By: Peter A. Coclanis
August 7, 2010
Fringe bankers marketed subprime home loans to the poor,then sold loans in toxic bundles to unknowing investors
Until the onset of the Great Recession, most Americans had never heard of subprime markets. With the bursting of the real estate bubble in 2007, one mainstay of such markets, subprime mortgages, became news, receiving much of the blame. Over the past three years, such mortgages and virtually every other aspect of our financial system have been subjected to close scrutiny, numerous abuses have been exposed, and tighter regulation is being put into place.
Although the commanding heights of our financial system - the big investment and commercial banks and "bank-like entities" - have received most of the attention, we've learned a good deal as well about the swampy bottomlands of the system: The subprime world of the poor. Indeed, the difference between the heights and the bottoms is not always what it seems, as Gary Rivlin makes clear.
Ironically, the creation of the subprime mortgage market in the mid-1990s was seen by many as a democratizing reform allowing people with bad credit ratings access, often for the first time, to mortgage loans and home ownership. Risky loan applicants, formerly denied credit by mainstream lenders, could get loans if they were willing to pay higher interest rates.
This notion of risk-based pricing, which was supported by various governmental agencies, greatly expanded the pool of people eligible for mortgage loans. Unfortunately, the loans often proved disastrous for a variety of reasons, most notably because they were often facilitated by fast-buck mortgage brokers who were more concerned with generating loan volume than in ensuring that the loans were viable.
If subprime loans constituted only a small share of the mortgage market at first, by 2006 they comprised fully 29 percent of all mortgage loans. Because many such loans were granted to very risky applicants, including so-called NINJAs - people with "no income, no job or assets" - high failure rates were virtually assured. With unaware, unconcerned, or unscrupulous underwriters increasingly bundling such loans willy-nilly into mortgage-backed securities and selling them to unsuspecting investors, the conditions were set for the toxic financial stew served up in 2007. And it was the taste of that stew that first brought the word subprime to middle-class lips.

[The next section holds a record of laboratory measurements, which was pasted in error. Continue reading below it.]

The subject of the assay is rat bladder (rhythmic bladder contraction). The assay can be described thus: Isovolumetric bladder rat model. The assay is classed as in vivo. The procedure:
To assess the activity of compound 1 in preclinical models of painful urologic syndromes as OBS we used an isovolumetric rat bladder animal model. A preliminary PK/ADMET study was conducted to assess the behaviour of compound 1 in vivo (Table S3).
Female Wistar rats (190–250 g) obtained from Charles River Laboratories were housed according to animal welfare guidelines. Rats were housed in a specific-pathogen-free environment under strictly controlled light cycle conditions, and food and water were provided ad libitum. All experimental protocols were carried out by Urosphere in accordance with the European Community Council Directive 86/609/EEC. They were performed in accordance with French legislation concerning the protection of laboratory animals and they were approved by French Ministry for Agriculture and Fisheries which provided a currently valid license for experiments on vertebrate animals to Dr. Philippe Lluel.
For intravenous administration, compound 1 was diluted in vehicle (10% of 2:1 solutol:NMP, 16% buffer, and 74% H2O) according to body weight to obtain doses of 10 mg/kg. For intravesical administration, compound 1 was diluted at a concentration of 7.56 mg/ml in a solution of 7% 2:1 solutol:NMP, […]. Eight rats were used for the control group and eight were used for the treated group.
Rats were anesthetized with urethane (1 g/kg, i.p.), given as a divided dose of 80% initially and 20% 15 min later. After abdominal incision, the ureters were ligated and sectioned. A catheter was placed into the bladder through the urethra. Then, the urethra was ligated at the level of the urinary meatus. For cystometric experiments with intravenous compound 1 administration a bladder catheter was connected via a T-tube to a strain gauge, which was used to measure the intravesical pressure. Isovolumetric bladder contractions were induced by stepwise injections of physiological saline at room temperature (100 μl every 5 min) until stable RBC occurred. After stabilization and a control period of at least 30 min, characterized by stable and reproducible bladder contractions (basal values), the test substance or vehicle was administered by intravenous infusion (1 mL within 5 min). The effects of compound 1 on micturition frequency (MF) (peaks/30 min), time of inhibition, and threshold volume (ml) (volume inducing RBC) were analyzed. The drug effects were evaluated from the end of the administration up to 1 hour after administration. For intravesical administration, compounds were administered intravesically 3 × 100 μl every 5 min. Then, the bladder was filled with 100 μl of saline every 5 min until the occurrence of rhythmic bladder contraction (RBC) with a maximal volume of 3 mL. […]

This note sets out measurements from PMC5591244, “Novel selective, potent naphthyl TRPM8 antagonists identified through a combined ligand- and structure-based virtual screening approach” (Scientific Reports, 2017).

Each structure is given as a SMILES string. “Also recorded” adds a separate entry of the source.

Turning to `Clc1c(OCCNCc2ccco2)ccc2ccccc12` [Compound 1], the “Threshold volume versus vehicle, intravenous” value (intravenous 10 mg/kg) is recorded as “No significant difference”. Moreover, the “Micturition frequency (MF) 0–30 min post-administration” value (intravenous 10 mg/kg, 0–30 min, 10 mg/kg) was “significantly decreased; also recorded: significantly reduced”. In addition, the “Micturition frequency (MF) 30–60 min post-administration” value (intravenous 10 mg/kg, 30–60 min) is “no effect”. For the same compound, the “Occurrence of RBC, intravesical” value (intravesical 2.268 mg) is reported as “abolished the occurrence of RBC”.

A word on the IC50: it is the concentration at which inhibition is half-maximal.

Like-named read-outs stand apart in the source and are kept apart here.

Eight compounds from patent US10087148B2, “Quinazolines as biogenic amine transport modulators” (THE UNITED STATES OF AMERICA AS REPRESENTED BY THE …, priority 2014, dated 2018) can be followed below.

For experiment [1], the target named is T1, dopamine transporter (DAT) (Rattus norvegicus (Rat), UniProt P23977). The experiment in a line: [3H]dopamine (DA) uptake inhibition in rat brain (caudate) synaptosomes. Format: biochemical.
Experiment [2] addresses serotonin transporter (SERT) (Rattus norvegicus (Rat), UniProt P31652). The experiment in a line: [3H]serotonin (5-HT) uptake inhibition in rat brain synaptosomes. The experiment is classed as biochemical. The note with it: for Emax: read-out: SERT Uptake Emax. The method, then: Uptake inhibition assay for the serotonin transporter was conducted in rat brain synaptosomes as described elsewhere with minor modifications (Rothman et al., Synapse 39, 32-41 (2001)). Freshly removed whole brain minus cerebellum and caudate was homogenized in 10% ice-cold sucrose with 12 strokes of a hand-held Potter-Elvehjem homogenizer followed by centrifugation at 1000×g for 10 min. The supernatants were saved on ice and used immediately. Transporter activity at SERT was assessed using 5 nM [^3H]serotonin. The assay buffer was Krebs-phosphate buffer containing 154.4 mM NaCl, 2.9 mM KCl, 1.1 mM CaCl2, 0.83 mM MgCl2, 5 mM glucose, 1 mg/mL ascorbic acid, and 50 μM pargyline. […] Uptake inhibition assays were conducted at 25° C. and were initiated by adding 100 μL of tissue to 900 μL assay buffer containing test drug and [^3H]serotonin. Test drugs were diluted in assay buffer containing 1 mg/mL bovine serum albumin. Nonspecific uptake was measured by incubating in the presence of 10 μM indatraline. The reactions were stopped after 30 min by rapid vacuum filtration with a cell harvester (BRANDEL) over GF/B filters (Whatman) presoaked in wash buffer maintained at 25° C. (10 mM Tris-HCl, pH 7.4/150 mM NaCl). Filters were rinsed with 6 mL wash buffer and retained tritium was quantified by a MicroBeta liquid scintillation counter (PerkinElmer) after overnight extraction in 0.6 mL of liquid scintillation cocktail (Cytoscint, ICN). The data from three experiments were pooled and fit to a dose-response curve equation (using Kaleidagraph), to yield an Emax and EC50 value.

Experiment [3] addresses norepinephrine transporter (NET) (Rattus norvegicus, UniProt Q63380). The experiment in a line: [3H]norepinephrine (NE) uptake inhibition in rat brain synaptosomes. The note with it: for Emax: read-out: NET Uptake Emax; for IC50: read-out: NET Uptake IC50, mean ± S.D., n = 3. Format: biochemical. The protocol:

By then poor and working-class Americans had known that taste for a long time. Seldom good credit risks on paper, these groups always had to scramble to gain access to capital. When unable to do so through mainstream channels, they had traditionally been forced to rely on friends and family if they were lucky; pawnbrokers and loan sharks if they were not.
The situation changed dramatically beginning in the 1980s, when "fringe bankers" stepped in. Over the past three decades, such upstarts, alternatively referred to as predatory lenders, created a full line of high-interest, high-fee financial services: check cashing, payday loans, rent-to-own furniture and appliance stores, auto-title loans, tax-refund anticipation loans and, of course, subprime mortgages. The fact that many fringe bankers were linked to - and often owned by - mainstream financial institutions (including some of the most prominent names in American banking) will probably surprise few in our cynical times.
In "Broke, USA," Rivlin lays out this depressing story in rich detail. Although his sympathies are clearly with the patrons of fringe bankers, he is fair even to the most predatory of lenders. As a result, his riveting look at the calamitous effects on America demands attention.
Peter A. Coclanis is Albert R. Newsome Distinguished Professor of History and director of the Global Research Institute at UNC Chapel Hill.